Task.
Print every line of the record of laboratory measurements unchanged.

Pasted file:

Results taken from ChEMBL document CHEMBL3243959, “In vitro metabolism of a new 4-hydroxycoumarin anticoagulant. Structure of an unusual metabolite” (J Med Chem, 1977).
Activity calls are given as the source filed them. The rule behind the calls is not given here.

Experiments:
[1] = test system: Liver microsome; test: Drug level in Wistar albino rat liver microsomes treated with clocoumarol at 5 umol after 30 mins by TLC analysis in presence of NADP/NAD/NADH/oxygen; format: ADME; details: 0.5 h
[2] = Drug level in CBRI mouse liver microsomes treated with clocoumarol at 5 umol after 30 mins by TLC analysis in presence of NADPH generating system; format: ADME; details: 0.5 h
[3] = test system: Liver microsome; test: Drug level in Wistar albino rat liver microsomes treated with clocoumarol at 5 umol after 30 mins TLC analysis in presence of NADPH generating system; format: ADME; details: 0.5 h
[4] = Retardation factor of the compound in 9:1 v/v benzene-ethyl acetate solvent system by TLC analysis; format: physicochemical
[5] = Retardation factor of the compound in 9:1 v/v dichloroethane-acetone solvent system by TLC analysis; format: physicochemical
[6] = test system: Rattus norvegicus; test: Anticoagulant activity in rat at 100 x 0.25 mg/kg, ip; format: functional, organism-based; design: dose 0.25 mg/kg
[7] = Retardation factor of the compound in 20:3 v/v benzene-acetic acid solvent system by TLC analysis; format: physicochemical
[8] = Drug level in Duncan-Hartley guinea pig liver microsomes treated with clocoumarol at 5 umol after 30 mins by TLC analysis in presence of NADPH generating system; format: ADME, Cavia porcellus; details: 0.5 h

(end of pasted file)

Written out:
Results taken from ChEMBL document CHEMBL3243959, “In vitro metabolism of a new 4-hydroxycoumarin anticoagulant. Structure of an unusual metabolite” (J Med Chem, 1977).
Activity calls are given as the source filed them. The rule behind the calls is not given here.

Experiments:
[1] = test system: Liver microsome; test: Drug level in Wistar albino rat liver microsomes treated with clocoumarol at 5 umol after 30 mins by TLC analysis in presence of NADP/NAD/NADH/oxygen; format: ADME; details: 0.5 h
[2] = Drug level in CBRI mouse liver microsomes treated with clocoumarol at 5 umol after 30 mins by TLC analysis in presence of NADPH generating system; format: ADME; details: 0.5 h
[3] = test system: Liver microsome; test: Drug level in Wistar albino rat liver microsomes treated with clocoumarol at 5 umol after 30 mins TLC analysis in presence of NADPH generating system; format: ADME; details: 0.5 h
[4] = Retardation factor of the compound in 9:1 v/v benzene-ethyl acetate solvent system by TLC analysis; format: physicochemical
[5] = Retardation factor of the compound in 9:1 v/v dichloroethane-acetone solvent system by TLC analysis; format: physicochemical
[6] = test system: Rattus norvegicus; test: Anticoagulant activity in rat at 100 x 0.25 mg/kg, ip; format: functional, organism-based; design: dose 0.25 mg/kg
[7] = Retardation factor of the compound in 20:3 v/v benzene-acetic acid solvent system by TLC analysis; format: physicochemical
[8] = Drug level in Duncan-Hartley guinea pig liver microsomes treated with clocoumarol at 5 umol after 30 mins by TLC analysis in presence of NADPH generating system; format: ADME, Cavia porcellus; details: 0.5 h